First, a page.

While researchers are finding that there is a communication between bacteria in the gut and the head brain at an early age, still much is unknown about which starts the communication — gut brain or head brain — or exactly how this communication functions. We have worked with hundreds of people in counseling, reflecting back in time on their gut feelings and the impact of early childhood, and it is our belief from this experience that for the researchers to understand the relationship of the gut to stress, we need to look at the instincts of the infant and how this effects early childhood development. So let’s look at the maturation of the child from the point of view of the child and his/her gut feelings, instincts.

Given the genetic inheritance, the quality of life in which the child is born, and the furnishing by the parent or caregiver of the needs of human nature — both the need for freedom and for acceptance — a foundation is provided for the newborn to use and develop her instincts to feel good about herself as she matures throughout life.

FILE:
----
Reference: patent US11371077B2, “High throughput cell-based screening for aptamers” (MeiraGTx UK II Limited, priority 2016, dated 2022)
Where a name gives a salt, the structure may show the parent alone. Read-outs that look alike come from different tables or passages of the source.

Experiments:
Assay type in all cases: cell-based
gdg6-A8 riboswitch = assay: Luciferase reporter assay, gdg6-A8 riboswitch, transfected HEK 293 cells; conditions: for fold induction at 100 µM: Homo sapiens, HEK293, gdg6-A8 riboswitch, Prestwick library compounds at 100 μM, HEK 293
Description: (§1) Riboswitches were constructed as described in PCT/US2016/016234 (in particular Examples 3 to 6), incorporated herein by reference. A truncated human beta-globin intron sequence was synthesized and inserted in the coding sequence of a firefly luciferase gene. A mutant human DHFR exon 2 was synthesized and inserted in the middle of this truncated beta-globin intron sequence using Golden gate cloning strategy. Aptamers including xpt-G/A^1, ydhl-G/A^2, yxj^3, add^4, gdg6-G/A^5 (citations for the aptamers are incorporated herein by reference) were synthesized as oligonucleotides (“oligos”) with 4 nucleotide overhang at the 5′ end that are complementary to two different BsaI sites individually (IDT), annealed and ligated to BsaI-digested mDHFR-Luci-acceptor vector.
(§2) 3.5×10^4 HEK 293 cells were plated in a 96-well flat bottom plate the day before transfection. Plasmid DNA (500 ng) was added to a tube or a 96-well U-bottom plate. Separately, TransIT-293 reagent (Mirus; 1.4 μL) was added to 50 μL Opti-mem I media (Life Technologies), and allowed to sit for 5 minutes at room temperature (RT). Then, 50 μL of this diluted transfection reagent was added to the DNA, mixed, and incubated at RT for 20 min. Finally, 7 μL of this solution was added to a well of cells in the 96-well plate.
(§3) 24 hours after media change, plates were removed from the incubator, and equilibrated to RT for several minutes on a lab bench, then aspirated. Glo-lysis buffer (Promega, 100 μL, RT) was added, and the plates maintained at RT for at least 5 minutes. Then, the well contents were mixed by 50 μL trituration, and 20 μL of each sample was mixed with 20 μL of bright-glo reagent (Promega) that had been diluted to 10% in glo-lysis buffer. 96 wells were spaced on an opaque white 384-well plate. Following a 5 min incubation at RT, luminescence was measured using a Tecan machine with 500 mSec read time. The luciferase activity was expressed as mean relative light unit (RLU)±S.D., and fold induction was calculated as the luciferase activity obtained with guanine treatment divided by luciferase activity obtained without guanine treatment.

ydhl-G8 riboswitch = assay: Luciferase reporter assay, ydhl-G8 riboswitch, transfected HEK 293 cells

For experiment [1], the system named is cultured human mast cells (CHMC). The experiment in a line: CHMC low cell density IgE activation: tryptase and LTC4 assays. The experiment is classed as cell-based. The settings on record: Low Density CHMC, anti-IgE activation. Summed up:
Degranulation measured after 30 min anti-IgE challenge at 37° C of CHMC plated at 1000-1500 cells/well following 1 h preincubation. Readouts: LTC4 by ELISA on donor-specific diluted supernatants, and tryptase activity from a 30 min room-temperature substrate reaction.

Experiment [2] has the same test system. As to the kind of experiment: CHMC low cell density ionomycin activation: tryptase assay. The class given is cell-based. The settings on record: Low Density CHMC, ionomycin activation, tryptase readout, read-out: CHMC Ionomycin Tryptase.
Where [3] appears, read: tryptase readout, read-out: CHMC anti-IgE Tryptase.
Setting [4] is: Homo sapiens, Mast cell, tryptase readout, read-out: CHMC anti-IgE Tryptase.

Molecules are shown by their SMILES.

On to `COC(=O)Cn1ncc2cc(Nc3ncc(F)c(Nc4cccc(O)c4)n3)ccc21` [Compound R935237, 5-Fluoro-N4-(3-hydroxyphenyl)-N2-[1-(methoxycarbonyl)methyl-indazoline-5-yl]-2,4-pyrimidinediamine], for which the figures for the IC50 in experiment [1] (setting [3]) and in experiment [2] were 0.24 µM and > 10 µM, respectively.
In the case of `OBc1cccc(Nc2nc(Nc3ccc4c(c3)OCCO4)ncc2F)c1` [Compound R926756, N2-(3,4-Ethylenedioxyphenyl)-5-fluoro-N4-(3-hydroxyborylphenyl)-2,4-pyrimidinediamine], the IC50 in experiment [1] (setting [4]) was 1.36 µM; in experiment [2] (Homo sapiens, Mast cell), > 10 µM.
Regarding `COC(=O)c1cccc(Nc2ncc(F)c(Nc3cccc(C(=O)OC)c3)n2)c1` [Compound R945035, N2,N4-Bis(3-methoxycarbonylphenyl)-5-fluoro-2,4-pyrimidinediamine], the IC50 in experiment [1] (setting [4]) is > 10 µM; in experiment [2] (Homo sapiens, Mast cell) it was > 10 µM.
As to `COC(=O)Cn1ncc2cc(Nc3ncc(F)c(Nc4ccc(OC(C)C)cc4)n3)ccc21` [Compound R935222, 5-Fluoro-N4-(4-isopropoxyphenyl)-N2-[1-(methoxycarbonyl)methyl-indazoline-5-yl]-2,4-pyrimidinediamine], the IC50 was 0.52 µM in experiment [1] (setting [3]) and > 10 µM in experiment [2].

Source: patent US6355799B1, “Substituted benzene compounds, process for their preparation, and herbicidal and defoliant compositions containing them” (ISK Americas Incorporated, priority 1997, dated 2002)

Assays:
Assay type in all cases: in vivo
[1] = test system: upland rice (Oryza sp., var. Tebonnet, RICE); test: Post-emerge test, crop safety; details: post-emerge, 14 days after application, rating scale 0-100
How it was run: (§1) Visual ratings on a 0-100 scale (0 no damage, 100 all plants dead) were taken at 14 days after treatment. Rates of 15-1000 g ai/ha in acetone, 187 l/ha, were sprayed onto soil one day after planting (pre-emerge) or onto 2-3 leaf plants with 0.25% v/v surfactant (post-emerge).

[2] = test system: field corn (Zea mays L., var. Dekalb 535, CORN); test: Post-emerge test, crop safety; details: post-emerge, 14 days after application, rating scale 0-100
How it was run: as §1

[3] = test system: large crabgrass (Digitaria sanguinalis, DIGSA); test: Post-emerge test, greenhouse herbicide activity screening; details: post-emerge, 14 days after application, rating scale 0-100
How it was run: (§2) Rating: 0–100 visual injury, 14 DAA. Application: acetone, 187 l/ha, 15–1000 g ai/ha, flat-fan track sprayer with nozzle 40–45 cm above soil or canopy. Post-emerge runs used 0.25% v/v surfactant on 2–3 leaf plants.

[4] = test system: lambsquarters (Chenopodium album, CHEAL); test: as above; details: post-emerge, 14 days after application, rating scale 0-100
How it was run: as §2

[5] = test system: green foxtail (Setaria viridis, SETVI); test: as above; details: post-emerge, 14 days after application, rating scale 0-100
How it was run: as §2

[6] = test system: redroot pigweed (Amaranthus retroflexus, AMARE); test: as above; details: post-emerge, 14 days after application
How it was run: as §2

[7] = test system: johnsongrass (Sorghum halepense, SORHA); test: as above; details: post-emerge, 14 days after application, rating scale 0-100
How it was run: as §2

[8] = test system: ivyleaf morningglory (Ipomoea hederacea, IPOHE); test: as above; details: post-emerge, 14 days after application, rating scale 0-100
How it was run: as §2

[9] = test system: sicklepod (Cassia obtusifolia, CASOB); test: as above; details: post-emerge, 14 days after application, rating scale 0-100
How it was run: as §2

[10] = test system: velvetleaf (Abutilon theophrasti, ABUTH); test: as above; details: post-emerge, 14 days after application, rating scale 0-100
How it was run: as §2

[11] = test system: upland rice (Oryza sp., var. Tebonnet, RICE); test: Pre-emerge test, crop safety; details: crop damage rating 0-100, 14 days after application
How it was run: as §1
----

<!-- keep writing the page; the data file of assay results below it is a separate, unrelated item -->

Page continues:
We know that the gut is developed in the womb and is fully functioning at birth with gut instincts that the infant will use to survive. If we watch a newborn cry at feeding intervals, we can all agree that it is practical to assume that the infant is experiencing hunger feelings of emptiness (as do adults) from the beginning of life. And we see that the infant also stops crying when her need for food and holding is nurtured, so we also assume the infant experiences a feeling of fullness when this satisfaction takes place. We may also then assume that the infant (as we have also found with adults) is feeling the emptiness and fullness in the gut that relates to the more psychological needs of acceptance (attention) and control (freedom). (See our book What’s Behind Your Belly Button? to read our research and clinical studies on these two instinctual needs connected to the gut responses of empty-full). And without the logic developed yet, nor the language necessary for thinking, the infant is close in awareness to her pure feeling responses. So from the very onset, the infant is developing a sense of whether she has the ability to have her needs (both physical and psychological) met or not, and this affects her personality. The infant learns that communication is useless if she cries and no one comes to feed her and hold her, and she will then eventually withdraw and has learned a powerful lesson that becomes part of her sense of self and personality. On a positive note, if she cries and her parent or caregiver picks her up and holds her, feeds her, smiles and gazes at her, she learns that communication is worth it and this greatly affects her personality development. We could see how the introvert-extrovert personality is influenced from the very beginning. And without the gut responses of emptiness and fullness, this important time of learning could not take place for there would be no way to discriminate by the infant if needs are met or unmet.